my rear leaf pack (stock) already ad a neg. arch so i wanted to fix that. a shackle lift would'nt help that at all so i went with an AAL.
get new shocks all around. i got the HD's and the 5100's. a lot of your ride quality will come from these. the stock shocks suck.
David is military. for all these guys do for us, the least we can do is throw em some biz. OMHO
 

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Bear said:
I have to kinda agree. I have a spacer lift (although it is not Cornfed) and I have liked it, without any trouble from it.

But if you are planning on going with a different type of lift, why start out getting something yet still plan to upgrade?....

yup, well put ;)

If I had just listened to those that knew and gotten coilovers in the first place I would have spent about half the total cash outlay.

live and learn
 

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hytenor said:
Bear said:
I have to kinda agree. I have a spacer lift (although it is not Cornfed) and I have liked it, without any trouble from it.

But if you are planning on going with a different type of lift, why start out getting something yet still plan to upgrade?....

yup, well put ;)

If I had just listened to those that knew and gotten coilovers in the first place I would have spent about half the total cash outlay.

live and learn
That's why I decided to go Solid axle instead of Trailmaster or FabTech. I figured why spend more money with a system that probably still wouldn't allow me to flex like I really wanted the truck to. The only reason I went with a spacer lift was because at the time, my wheeling experience was not advanced and I just wanted to be able to run 33"s now that I wheel harder and see the difference, I would probably never had done a "short"lift and gone straight to solid axle.

As you said "live and learn"
 

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TheBoro85 said:
I am going to purchase a 3" lift kit very soon. I have pretty much decided on the Cornfed Suspension. Can anyone give me the pros and cons of Cornfed as a company and the pros and cons of spacers and coils? I will be going on offroad trips about 8 to 12 times a year on VERY "easy" to "moderate" trails. And I want to purchase the kit before the spring, and spacers is all I will be able to afford by then. Late summer would be able to get me coils, wheels, and tires. That sucks. I guess I'll hope for a huge tax return.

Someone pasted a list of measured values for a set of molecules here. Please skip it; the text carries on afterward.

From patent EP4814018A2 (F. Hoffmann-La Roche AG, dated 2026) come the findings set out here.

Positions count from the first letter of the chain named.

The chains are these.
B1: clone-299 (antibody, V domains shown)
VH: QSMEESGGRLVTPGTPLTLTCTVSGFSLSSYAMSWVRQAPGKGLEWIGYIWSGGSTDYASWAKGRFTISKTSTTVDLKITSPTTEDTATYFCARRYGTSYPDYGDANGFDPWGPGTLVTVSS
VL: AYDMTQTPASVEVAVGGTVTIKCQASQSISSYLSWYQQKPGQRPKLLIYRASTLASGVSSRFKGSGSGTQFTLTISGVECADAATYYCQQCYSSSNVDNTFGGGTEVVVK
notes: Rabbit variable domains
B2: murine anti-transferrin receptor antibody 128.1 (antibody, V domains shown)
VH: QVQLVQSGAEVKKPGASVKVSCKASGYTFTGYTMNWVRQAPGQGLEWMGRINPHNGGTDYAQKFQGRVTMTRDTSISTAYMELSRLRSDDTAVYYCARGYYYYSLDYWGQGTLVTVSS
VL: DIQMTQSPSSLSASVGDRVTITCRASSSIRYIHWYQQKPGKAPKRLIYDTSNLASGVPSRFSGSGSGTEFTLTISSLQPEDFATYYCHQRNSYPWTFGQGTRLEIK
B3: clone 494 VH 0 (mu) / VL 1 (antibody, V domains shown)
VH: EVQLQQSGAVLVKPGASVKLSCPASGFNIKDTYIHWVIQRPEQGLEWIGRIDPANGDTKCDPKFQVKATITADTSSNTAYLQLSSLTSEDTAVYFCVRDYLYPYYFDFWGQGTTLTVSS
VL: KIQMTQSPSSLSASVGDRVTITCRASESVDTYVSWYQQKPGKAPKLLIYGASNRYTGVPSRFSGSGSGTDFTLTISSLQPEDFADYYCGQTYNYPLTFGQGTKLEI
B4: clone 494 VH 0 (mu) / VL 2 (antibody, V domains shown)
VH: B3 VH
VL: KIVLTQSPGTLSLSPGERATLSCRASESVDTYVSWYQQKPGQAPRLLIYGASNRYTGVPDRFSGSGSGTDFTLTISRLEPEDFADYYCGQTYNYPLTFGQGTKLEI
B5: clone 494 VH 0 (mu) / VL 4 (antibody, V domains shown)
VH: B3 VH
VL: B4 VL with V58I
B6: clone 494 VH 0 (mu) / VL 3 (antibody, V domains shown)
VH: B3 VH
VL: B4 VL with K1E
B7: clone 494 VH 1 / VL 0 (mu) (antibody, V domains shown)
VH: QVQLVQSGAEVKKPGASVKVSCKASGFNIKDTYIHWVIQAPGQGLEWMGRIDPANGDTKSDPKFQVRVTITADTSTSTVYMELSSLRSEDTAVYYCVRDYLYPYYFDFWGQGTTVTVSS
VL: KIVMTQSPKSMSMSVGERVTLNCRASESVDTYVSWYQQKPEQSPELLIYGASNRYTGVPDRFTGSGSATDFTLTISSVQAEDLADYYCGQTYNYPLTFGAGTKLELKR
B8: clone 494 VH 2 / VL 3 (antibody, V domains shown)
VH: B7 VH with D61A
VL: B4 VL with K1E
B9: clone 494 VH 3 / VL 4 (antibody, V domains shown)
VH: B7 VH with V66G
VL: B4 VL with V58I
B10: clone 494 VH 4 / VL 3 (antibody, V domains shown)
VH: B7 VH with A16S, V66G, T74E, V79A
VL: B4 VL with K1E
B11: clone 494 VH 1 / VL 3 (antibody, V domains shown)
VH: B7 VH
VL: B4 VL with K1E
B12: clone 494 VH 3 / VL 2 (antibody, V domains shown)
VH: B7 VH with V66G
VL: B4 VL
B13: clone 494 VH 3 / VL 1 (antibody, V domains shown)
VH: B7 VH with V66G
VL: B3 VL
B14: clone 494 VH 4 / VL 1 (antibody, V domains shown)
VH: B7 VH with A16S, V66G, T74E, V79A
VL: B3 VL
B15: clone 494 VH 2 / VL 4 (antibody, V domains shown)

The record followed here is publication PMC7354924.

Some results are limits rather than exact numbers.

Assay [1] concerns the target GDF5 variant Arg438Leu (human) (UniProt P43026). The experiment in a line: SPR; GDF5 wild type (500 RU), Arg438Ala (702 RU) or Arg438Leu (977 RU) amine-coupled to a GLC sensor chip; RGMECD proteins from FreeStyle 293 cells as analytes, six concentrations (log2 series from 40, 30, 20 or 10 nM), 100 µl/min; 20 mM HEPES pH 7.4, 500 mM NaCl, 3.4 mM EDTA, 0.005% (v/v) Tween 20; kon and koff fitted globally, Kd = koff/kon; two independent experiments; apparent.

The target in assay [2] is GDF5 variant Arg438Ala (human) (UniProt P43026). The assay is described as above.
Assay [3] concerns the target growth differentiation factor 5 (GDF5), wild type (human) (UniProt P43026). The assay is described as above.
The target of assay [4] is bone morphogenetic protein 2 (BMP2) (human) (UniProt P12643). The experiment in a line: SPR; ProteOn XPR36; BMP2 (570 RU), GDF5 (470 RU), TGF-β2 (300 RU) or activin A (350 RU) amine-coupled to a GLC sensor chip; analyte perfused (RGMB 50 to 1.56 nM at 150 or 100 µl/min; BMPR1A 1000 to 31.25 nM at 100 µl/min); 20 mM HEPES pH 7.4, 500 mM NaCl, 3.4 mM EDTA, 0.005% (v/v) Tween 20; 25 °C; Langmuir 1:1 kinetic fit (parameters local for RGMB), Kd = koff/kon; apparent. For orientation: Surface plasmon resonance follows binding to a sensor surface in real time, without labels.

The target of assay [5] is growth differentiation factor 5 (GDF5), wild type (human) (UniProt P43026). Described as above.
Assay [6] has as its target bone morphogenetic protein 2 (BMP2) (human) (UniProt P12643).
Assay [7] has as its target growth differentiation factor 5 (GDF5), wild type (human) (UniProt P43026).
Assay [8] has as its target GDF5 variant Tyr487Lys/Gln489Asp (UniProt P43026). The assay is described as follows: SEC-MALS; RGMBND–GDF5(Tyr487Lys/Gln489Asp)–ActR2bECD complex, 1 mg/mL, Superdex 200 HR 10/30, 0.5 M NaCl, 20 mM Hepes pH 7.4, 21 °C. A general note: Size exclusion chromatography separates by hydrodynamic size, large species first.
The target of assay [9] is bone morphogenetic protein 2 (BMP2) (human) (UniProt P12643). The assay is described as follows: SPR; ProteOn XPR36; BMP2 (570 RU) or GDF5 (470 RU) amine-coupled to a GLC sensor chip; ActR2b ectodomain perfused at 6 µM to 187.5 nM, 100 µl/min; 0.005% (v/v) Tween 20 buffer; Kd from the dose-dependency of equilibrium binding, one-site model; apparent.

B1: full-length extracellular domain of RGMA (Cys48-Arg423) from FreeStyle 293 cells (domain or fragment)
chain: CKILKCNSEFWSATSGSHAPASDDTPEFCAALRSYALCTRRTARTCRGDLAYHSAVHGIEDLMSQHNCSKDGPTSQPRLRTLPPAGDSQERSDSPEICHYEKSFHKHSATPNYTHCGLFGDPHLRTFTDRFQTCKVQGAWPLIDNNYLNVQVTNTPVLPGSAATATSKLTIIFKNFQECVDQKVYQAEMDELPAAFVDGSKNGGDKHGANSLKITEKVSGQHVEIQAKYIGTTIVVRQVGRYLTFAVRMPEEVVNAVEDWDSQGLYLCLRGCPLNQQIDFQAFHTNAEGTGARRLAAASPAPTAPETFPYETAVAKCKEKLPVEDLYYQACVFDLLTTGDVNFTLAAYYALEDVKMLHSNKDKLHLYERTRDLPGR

Pros and Cons of Cornfed:

Don't have cornfed spacers and never did business with Cornfed (David), at least not yet, so I can't give ya any "pros and cons." But I can tell ya a little bit of history. The first commercially marketed spacers I can think of are the ones sold by Downey (1.5" lift, I believe). Downey was the only company that offered anything for the Tacoma when it first came out, by the way. Then came Dave. His spacers were first called "cornbred" spacers, or "CB's" for short. Don't know why they changed to "cornfed" later on, though, but the corn reference stems from David's home state of Nebraska and, I assume, his affection for the Nebraska Cornhuskers (who, incidentally, got beat several times by my favorite team and alma mater, Florida State - hehe). Anyway, David took the time to test out several sizes and versions of spacers on his own Tacoma. Thanks to his testing, he was one of the first to publicly disclose his findings on the internet that the cv axles AND the upper ball joints were prone to breaking past 3" of lift. He also used to frequent the TTORA chat and was generous enough to patiently take the time to educate and explain to me his findings and the geometric intricacies of Tacoma suspensions, which helped me when it came time to lift my Tacoma almost 5 years ago. He then decided to sell spacers part-time to TTORA members as a way for us to get a cheap 2" to 3" lift. He also took the time to figure out which length rear shocks should go for what specific amount of rear lift. A few years later, Revtek and Daystar came into the market.

Pros and Cons of spacers vs. coilovers:

Spacers and coilovers add lift in the same way, by pushing down on the control arm assembly, which in turn pushes the front of the truck upwards. A spacer sits on top of the stock strut/coil, which adds to its overall length, thereby pushing the lower control arm downward (and pushing the front of the truck upward). It adds no "performance" benefit as an aftermarket coilover should, which is one of the differences between the two. The other difference is that a spacer is usually much cheaper than a coilover, especially the high-end performance coilovers. If I remember correctly, there are two (maybe 3) different spacer designs. Unfortunately, I'm not sure about the difference in performance (if any), reliability or quality between them. I think one design helps prevent the upper balljoint from hitting the stock strut/coil spring during downtravel if no limit strap is in place, but I could be wrong about that.